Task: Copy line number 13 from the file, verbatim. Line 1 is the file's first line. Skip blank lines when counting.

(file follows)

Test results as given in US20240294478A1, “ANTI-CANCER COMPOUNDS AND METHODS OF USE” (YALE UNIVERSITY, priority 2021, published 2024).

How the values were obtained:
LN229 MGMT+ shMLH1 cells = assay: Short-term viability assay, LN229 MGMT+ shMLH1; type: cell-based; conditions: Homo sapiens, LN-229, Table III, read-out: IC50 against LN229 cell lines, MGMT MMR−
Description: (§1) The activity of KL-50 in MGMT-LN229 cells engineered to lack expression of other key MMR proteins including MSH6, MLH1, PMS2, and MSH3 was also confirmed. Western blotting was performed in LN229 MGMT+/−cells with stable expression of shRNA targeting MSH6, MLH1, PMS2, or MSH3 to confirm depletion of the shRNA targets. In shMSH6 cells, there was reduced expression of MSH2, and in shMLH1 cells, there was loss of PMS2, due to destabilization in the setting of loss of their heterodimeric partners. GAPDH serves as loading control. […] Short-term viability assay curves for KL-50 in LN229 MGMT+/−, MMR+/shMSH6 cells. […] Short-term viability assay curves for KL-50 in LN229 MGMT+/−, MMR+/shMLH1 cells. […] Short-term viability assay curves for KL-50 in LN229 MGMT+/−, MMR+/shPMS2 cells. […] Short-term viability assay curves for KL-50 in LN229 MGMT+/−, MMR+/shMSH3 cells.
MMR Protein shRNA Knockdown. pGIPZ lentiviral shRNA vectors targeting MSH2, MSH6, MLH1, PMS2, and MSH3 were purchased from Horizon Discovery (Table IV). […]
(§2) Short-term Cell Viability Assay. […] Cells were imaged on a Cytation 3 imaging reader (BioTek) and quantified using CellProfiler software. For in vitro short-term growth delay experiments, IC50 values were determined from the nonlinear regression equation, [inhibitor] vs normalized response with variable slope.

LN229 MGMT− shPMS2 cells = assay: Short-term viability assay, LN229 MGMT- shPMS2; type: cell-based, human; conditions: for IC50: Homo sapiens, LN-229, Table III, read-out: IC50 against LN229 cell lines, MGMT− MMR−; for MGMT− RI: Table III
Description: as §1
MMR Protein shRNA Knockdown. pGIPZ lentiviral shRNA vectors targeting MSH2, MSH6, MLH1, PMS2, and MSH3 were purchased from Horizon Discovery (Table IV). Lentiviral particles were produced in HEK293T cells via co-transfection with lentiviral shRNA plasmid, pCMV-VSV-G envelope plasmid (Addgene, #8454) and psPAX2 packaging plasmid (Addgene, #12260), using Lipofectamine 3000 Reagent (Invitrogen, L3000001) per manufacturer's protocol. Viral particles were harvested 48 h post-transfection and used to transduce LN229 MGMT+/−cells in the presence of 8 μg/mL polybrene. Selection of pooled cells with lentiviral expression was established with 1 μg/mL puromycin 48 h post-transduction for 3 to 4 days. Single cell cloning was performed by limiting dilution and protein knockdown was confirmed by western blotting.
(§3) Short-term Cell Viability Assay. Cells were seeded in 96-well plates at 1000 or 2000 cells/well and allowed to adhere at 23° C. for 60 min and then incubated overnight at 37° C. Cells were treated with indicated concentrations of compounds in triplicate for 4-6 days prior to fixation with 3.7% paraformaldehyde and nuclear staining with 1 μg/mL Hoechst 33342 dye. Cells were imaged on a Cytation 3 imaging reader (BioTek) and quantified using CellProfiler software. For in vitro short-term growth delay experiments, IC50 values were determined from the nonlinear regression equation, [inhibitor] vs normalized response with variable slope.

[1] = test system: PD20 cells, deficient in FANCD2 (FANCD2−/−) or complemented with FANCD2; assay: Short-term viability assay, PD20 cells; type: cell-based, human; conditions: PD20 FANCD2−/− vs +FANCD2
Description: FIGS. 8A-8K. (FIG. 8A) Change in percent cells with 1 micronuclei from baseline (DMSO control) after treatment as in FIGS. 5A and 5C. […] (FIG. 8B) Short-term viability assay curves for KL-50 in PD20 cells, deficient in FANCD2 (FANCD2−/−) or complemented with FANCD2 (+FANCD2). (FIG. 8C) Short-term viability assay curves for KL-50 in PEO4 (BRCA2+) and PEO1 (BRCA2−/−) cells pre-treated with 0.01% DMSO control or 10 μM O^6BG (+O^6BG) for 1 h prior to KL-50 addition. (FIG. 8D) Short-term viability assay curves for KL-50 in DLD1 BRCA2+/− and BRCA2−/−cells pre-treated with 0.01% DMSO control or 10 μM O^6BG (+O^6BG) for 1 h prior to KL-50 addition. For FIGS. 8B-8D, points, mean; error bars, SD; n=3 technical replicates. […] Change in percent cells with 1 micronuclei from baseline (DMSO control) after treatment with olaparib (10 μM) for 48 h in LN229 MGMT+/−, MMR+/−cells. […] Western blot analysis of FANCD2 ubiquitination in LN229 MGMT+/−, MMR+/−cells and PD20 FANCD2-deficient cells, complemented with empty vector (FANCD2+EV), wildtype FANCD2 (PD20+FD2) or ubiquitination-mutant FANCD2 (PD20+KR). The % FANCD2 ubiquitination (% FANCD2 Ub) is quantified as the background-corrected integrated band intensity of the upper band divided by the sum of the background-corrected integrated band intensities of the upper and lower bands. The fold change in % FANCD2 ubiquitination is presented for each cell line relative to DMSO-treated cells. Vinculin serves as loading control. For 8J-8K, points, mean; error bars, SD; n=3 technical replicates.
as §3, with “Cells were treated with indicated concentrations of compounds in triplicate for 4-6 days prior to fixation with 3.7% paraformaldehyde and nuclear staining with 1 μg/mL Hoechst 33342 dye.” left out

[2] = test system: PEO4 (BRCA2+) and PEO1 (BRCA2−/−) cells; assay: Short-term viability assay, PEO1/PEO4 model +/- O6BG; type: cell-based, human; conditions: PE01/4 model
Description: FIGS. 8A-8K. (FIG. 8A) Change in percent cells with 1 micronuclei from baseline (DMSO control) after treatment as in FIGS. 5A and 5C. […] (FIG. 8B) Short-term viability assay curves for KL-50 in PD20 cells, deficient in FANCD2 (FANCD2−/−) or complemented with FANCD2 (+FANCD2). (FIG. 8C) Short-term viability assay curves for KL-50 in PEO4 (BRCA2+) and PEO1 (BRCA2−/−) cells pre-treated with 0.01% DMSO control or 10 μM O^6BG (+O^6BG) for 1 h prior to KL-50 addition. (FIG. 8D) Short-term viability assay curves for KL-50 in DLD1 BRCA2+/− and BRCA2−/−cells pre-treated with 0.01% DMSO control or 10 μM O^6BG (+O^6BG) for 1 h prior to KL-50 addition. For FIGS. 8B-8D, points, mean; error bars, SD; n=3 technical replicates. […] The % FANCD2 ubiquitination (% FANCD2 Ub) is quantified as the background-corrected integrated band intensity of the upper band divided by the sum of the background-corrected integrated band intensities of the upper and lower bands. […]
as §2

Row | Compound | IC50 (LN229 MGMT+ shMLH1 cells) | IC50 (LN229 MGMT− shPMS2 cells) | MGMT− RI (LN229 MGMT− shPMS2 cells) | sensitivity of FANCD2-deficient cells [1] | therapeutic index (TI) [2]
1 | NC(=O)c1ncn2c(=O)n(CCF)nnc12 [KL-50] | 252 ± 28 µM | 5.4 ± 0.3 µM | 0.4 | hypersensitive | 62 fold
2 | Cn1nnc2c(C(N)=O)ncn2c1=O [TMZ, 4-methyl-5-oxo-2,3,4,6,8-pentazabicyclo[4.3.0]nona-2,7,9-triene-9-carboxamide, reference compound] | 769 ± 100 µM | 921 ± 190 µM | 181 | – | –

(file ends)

as §3, with “Cells were treated with indicated concentrations of compounds in triplicate for 4-6 days prior to fixation with 3.7% paraformaldehyde and nuclear staining with 1 μg/mL Hoechst 33342 dye.” left out